LAKE PLACID - The town of North Elba's 2013 budget will likely come in under the state's 2 percent tax cap.
As of last week, the tentative budget includes expenditures of $7,148,934, according to the town's budget officer, Catherine Gregory. That would be an increase of about 4.3 percent over this year, she said.
"The biggest increase in spending for everything is our health insurance - it went up 17 percent," Gregory said. "That's a pretty significant amount, and it has the biggest effect on our highway fund because that's the smallest budget."
Gregory said the town's calculated tax levy limit is $3,982,735, meaning the town can increase its levy by 1.92 percent in 2013. She said the budget, in its current form, would come in under the tax cap.
The town is currently planning to use about $535,000 in fund balance to meet the tax cap. That would leave the town with a projected fund balance of approximately $1.5 million in 2013, Gregory said.
Gregory said in the eyes of the state comptroller's office, the town's fund balance would be "healthy" next year.
"The healthy fund balances are actually in the general fund and the highway fund," she said. "The (North Elba) Park District is still struggling."
At a recent joint meeting of the North Elba town board and the Lake Placid village Board of Trustees, town Supervisor Roby Politi said the park district, which funds maintenance and upkeep at Olympic venues, village parks and the Mirror Lake beach, is facing a budget shortfall because its only revenue source is property taxes. Politi said the village may need to chip in more toward funding operations at the beach.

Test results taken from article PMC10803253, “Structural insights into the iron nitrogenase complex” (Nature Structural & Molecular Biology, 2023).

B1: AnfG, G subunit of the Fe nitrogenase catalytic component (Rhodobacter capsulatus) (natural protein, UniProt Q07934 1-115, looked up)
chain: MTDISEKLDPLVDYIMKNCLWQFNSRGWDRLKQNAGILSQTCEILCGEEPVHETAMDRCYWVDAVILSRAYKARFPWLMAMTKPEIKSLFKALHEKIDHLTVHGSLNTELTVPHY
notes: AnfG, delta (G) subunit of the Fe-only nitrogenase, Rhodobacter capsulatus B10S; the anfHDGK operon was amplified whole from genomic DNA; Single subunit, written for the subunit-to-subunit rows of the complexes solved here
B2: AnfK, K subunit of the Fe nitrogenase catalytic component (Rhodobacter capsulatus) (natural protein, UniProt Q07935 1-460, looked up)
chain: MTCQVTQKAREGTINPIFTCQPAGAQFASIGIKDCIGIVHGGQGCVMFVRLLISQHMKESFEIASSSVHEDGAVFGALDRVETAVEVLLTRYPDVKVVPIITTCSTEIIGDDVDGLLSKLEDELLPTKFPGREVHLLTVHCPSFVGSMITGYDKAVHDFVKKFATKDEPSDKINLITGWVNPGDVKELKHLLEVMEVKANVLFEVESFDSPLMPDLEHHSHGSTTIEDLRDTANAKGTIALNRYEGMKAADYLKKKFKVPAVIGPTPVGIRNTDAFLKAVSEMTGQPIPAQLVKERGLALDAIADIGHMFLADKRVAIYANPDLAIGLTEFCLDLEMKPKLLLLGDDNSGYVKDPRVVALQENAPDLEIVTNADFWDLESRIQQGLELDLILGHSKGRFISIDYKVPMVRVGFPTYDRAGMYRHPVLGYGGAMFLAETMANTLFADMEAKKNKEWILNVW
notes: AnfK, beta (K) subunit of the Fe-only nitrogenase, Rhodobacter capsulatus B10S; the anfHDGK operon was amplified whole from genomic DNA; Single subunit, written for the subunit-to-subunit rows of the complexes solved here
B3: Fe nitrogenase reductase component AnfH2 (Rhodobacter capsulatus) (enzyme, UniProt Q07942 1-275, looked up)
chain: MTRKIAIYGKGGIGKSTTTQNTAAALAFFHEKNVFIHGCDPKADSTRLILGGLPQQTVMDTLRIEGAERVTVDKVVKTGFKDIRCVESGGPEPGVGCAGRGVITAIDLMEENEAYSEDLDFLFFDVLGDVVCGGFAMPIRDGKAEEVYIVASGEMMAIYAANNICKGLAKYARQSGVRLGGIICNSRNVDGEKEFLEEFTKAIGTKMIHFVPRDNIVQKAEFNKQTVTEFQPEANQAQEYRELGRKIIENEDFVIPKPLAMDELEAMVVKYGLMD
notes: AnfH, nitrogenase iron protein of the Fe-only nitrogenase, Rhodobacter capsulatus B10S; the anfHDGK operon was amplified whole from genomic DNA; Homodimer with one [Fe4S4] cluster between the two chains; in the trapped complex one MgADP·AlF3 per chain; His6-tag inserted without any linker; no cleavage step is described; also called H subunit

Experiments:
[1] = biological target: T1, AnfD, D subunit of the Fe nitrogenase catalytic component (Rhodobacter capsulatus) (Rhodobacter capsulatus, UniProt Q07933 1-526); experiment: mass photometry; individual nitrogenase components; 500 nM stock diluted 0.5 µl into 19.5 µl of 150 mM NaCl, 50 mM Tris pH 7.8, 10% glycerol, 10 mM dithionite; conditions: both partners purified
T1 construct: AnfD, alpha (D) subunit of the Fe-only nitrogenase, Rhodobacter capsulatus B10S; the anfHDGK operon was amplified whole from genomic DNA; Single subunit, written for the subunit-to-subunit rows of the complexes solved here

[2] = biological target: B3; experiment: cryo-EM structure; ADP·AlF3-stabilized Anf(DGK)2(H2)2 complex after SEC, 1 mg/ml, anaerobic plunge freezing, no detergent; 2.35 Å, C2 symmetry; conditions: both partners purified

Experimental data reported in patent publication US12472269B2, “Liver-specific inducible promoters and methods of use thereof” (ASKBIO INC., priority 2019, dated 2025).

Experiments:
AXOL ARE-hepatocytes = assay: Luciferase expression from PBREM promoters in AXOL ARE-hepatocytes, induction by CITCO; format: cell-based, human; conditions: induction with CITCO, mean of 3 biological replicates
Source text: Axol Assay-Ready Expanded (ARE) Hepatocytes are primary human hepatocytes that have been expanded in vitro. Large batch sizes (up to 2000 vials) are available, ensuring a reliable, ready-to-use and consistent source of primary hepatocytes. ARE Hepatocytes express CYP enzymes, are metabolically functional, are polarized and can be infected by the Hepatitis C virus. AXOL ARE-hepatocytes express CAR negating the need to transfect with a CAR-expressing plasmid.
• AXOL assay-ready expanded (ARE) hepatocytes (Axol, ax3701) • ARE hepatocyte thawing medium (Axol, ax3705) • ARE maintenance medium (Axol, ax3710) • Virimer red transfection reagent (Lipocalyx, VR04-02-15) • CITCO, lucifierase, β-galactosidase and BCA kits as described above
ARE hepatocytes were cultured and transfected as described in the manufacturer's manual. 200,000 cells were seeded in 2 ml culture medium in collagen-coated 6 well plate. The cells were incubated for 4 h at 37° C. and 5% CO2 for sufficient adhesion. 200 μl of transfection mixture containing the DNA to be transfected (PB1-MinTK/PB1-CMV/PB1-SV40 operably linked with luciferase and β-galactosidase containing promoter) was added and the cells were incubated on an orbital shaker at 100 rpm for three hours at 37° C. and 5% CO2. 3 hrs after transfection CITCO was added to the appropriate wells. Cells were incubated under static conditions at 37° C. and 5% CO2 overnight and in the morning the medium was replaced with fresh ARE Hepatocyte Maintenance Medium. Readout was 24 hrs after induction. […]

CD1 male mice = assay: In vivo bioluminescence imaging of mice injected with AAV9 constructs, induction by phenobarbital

The tentative budget includes negotiated 2.5 percent raises for union employees as well as 2 percent raises for a majority of non-union employees, Gregory said. The raises for non-union workers are subject to board approval, she said, while the union wages have been approved in a new contract.
"The elected officials are maintaining the same (salaries) as last year, except for the highway superintendent, town clerk and full-time assessor," Gregory said. "Those three elected positions would be 2 percent (raises)."
Politi said that in the early stages of the budgeting process, the spending plan was projected to exceed the tax cap "substantially."
"There were a lot of departmental wishes, and an awful lot of those departmental wishes were cut," he said. "We're going to have to make some revenue decisions, (and) we're going to have to use some fund balance to try and maintain that cap."
Contact Chris Morris at 891-2600 ext. 25 or cmorris@